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Best ETF Strategies to Consider Now

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The minutes of the FOMC meeting released last week suggested that the central bank is likely to maintain its accommodative policy stance in foreseeable future, even after it winds down its asset purchase program. With waning rate hike worries, stocks are likely to continue their slow, upward march.

Economic data in general has been surprising to the upside of late, indicating that the economy gained momentum in the second quarter after coming out of the deep freeze earlier this year. At the same time, while the labor market is improving, wage pressures are missing, suggesting that the Fed will not be in a hurry to change its monetary stance. (Read: 3 Impressive Mid Cap ETFs to Buy Now)

What Surprised in the First Half

Most analysts had predicted that interest rates will creep up as the Fed gradually winds down its massive support. But interest rates plunged lower, puzzling most analysts and investors. With decline in yields, bonds returned to profits after making losses last year. That situation may reverse soon if interest rates start inching up, which looks possible now particularly in view of rising inflation worries.

Low interest rates also proved to be a blessing for emerging markets. With the start of taper talk, foreign investors had rushed for exits leaving EM stocks and the currencies in a downward spiral. The trend reversed this year with investors returning to emerging markets as they realized that interest rates in the developed world were not going up as earlier feared. (Read: Dividend Boom and Share Buybacks Put these ETFs in focus)

Now let’s look at what may happen in the second half.

Stocks Still Remain Attractive

Most stocks are not cheap now but they are not outrageously expensive either and they still remain attractive due to lack of any better alternative. A brightening economic picture and low interest rates are great for stocks and so I would not be surprised to see stocks moving higher from here. Investors’ optimism may get a boost if Q2 earnings and management guidance improve from the previous quarters.

Top Sectors for the Second Half

With the economy picking up momentum, I like Technology, Industrials and Energy sectors. Technology sector had remained mostly out of favor with investors due to less-than supportive global macroeconomic environment. Pick-up in the global economy and business spending will benefit the sector.  (Read: 3 ETFs to Cash in on Aging Global Population)


Per Zacks Earnings Trends, total earnings for the sector are expected to be up 6.4% from the same period last year on 4.7% higher revenue. Continued improvement in the manufacturing activity bodes well for Industrials.

Rising geopolitical stress has pushed energy prices up this year, resulting in energy stocks’ outperformance during Q2 and while the prices have softened of late, the sector still looks attractive. Per Zacks estimates, Oil/Energy sector is likely to see earnings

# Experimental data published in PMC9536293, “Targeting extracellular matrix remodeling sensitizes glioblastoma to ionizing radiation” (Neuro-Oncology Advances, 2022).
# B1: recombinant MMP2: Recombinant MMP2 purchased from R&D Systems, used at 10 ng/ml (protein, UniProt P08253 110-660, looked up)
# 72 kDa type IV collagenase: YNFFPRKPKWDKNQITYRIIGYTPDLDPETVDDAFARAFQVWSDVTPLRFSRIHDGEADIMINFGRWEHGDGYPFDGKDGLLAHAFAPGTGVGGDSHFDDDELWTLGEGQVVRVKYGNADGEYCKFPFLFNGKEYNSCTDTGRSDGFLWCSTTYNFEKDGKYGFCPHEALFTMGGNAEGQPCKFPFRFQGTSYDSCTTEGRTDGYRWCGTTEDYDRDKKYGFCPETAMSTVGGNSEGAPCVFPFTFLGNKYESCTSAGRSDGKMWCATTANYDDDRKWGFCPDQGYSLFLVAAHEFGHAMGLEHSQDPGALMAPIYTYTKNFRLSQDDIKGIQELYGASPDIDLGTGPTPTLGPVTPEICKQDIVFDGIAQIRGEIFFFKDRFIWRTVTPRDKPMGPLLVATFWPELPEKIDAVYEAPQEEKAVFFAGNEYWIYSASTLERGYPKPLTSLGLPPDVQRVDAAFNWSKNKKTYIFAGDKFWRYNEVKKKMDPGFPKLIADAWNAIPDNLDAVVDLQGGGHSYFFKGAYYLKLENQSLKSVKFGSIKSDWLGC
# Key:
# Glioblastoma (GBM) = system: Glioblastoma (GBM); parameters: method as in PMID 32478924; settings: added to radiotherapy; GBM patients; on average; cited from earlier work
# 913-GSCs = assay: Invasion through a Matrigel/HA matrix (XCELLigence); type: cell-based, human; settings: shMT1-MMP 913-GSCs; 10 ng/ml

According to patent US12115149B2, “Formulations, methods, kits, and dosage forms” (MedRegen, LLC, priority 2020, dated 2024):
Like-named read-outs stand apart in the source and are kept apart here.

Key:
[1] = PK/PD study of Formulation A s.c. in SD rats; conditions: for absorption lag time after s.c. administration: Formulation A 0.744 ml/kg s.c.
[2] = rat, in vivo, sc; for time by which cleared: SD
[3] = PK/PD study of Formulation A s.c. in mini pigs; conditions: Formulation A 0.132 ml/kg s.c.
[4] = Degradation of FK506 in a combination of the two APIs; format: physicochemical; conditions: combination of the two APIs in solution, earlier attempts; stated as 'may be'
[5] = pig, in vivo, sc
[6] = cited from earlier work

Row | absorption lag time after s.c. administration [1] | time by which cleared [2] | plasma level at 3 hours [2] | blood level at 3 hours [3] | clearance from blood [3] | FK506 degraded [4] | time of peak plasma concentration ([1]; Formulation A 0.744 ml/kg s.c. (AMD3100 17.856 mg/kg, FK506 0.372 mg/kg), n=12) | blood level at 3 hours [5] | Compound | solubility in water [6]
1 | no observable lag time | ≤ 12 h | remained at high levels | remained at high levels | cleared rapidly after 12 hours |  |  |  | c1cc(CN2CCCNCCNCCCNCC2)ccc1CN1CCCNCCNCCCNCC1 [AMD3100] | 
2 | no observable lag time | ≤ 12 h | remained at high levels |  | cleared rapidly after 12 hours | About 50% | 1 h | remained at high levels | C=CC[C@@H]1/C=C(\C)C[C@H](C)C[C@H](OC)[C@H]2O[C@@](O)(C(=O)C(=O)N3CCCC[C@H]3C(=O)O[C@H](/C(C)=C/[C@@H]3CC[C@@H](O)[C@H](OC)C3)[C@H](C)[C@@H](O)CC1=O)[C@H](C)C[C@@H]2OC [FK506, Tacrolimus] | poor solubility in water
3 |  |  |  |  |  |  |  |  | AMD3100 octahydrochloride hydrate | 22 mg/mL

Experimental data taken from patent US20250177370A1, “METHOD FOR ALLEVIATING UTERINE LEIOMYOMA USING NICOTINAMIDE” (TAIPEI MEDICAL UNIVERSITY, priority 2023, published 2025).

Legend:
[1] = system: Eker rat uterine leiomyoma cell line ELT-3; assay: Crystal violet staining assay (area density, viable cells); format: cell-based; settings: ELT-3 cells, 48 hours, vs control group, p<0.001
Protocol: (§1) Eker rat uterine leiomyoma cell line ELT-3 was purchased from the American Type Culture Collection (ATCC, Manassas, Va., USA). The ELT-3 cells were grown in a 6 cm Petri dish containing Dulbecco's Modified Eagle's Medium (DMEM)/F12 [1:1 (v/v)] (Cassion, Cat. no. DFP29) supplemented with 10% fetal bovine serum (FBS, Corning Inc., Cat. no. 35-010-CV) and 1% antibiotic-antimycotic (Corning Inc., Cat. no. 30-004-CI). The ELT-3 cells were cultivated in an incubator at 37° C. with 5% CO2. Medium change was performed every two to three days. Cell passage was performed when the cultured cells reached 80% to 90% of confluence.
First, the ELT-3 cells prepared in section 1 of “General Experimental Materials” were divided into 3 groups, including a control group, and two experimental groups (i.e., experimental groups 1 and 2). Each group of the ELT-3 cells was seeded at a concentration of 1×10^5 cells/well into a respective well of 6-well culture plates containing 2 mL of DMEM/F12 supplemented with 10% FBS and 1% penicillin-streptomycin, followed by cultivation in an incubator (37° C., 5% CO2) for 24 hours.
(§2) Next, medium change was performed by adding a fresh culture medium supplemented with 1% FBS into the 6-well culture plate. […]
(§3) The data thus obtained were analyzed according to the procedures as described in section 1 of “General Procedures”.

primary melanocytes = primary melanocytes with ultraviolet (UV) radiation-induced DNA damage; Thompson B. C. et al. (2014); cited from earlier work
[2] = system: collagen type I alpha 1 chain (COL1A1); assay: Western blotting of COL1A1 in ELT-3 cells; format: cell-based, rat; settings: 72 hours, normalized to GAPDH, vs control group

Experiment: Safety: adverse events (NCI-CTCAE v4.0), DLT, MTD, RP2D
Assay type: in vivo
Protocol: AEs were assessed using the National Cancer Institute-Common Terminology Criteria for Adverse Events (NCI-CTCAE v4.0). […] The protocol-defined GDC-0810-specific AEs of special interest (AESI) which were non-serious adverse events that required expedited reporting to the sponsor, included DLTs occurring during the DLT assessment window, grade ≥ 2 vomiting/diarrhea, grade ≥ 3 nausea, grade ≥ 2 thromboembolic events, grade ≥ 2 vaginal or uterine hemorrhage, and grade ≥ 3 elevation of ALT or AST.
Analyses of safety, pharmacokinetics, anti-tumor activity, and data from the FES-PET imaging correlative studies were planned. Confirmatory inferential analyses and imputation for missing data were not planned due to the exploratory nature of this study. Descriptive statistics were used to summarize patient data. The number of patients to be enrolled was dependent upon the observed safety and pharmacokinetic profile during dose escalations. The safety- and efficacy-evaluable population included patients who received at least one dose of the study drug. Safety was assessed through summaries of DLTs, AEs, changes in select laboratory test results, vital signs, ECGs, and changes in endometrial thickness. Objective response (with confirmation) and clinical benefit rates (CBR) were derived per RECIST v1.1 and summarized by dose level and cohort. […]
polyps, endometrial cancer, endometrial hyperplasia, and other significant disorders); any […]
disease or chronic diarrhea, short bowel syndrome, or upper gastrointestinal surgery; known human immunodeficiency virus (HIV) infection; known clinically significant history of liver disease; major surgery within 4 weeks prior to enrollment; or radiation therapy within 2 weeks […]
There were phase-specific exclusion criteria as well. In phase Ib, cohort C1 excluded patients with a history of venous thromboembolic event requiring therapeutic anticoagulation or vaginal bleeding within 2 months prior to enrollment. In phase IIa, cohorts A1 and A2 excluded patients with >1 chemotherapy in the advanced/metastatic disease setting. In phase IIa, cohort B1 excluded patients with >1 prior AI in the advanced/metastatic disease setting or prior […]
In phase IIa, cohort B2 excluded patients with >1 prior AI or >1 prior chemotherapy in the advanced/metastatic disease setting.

growth of 8.1% for Q2.

Some of the Zacks Rank # 1(Strong Buy) ETFs from these sectors worth considering are Vanguard Information Technology ETF (VGT - Free Report) , First Trust Industrials ETF (FXR - Free Report) and Energy Select Sector SPDR Fund (XLE - Free Report) .

Record low yields were supportive for defensive sectors during the first half but they now look quite expensive considering their growth potential.

Prepare for Higher Volatility

Markets have remained unusually calm so far this year but investors should prepare themselves for more twists and turns in the coming months. Mid-term elections and speculations over the timing of Fed’s rate hike may lead to some turbulence. And the possibility of pullbacks remains high.

I recommend adding some high-quality, stable, cash-rich companies to the portfolio. These not only shine during volatile environments but also outperform on risk-adjusted basis over longer-term. ETFs like Market Vectors Wide Moat ETF (MOAT - Free Report) and Vanguard Dividend Appreciation Fund (VIG - Free Report) are worth considering. Both are Zacks Rank # 2 (Buy) ETFs.

Stay Diversified

Academic studies have shown that in long term, the performance of an investment portfolio depends mostly (some studies suggest ~ 90%) on asset allocation, i.e. how an investor allocates money among major asset classes and well-diversified portfolios always results in better risk-adjusted returns. Diversification is particularly important in an uncertain market environment.

So, in addition to US stocks, investors should always consider some allocation to international equities and other asset classes, including commodities. Among developed international markets, I still like Europe and Japan. (Read: 3 European ETFs to buy after ECB Action)

As many emerging markets saw substantial gains earlier this year, their gains during the second half may be rather muted. Looking at the longer-term scenario--India ETFs like Wisdom Tree India Earnings Fund (EPI) and Mexico ETFs like iShares MSCI Mexico ETF (EWW)--look poised to benefit from reform-oriented and business-friendly governments in these countries.

Among commodities, while agricultural commodities may gain from weather related issues, they are generally more volatile and suitable for higher risk tolerant investors.

Investors could consider a small exposure to buy ranked precious metal ETFs tracking Palladium (PALL - Free Report) and Platinum (PPLT - Free Report) . Both these metals are positioned to benefit from supply constraints and rising demand and are currently Zacks Rank # 2 (Buy) ETFs.

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